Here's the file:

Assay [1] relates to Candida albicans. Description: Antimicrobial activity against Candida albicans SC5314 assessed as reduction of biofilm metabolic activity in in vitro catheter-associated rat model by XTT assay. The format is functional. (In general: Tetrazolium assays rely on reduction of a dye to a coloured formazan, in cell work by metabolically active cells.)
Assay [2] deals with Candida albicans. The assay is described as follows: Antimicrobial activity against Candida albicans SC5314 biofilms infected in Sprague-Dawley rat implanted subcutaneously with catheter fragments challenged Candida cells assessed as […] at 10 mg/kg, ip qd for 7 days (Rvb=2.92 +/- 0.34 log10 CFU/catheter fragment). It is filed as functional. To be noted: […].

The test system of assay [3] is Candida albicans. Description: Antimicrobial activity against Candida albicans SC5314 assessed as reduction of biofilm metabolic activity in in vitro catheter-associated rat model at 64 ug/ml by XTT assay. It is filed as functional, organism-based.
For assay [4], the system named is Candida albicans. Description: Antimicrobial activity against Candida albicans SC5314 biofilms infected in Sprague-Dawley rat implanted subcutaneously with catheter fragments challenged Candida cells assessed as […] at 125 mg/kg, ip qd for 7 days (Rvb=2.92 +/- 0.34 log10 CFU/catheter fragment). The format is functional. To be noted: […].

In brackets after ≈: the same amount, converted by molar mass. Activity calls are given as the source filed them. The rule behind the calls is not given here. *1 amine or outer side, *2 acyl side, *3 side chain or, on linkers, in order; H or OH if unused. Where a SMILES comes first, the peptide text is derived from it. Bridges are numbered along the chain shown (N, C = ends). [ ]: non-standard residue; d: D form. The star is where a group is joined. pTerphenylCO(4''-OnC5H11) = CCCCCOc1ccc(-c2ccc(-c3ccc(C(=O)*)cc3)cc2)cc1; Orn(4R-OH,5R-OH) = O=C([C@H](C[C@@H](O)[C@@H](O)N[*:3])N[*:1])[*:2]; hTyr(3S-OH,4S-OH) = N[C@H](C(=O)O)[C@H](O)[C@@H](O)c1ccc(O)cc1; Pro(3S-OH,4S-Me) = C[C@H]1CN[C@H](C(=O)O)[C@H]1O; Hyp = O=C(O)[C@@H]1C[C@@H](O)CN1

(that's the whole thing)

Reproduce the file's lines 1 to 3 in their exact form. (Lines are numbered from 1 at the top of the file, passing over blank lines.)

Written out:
Assay [1] relates to Candida albicans. Description: Antimicrobial activity against Candida albicans SC5314 assessed as reduction of biofilm metabolic activity in in vitro catheter-associated rat model by XTT assay. The format is functional. (In general: Tetrazolium assays rely on reduction of a dye to a coloured formazan, in cell work by metabolically active cells.)
Assay [2] deals with Candida albicans. The assay is described as follows: Antimicrobial activity against Candida albicans SC5314 biofilms infected in Sprague-Dawley rat implanted subcutaneously with catheter fragments challenged Candida cells assessed as […] at 10 mg/kg, ip qd for 7 days (Rvb=2.92 +/- 0.34 log10 CFU/catheter fragment). It is filed as functional. To be noted: […].

The test system of assay [3] is Candida albicans. Description: Antimicrobial activity against Candida albicans SC5314 assessed as reduction of biofilm metabolic activity in in vitro catheter-associated rat model at 64 ug/ml by XTT assay. It is filed as functional, organism-based.